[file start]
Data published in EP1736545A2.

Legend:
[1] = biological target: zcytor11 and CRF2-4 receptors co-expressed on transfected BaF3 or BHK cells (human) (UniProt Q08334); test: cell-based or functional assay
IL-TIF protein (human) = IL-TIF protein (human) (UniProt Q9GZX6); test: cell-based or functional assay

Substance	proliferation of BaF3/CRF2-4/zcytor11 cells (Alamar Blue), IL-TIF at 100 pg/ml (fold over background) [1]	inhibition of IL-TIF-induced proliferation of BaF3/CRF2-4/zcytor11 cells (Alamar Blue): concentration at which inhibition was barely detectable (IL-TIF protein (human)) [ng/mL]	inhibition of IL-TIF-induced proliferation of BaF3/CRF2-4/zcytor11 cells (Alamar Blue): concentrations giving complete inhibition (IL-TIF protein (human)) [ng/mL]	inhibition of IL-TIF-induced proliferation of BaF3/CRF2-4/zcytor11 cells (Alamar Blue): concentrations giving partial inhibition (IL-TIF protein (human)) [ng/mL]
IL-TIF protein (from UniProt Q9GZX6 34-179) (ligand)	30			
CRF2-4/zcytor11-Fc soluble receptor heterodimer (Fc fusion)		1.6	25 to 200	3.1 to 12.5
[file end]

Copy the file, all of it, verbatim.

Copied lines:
Data published in EP1736545A2.

Legend:
[1] = biological target: zcytor11 and CRF2-4 receptors co-expressed on transfected BaF3 or BHK cells (human) (UniProt Q08334); test: cell-based or functional assay
IL-TIF protein (human) = IL-TIF protein (human) (UniProt Q9GZX6); test: cell-based or functional assay

Substance	proliferation of BaF3/CRF2-4/zcytor11 cells (Alamar Blue), IL-TIF at 100 pg/ml (fold over background) [1]	inhibition of IL-TIF-induced proliferation of BaF3/CRF2-4/zcytor11 cells (Alamar Blue): concentration at which inhibition was barely detectable (IL-TIF protein (human)) [ng/mL]	inhibition of IL-TIF-induced proliferation of BaF3/CRF2-4/zcytor11 cells (Alamar Blue): concentrations giving complete inhibition (IL-TIF protein (human)) [ng/mL]	inhibition of IL-TIF-induced proliferation of BaF3/CRF2-4/zcytor11 cells (Alamar Blue): concentrations giving partial inhibition (IL-TIF protein (human)) [ng/mL]
IL-TIF protein (from UniProt Q9GZX6 34-179) (ligand)	30			
CRF2-4/zcytor11-Fc soluble receptor heterodimer (Fc fusion)		1.6	25 to 200	3.1 to 12.5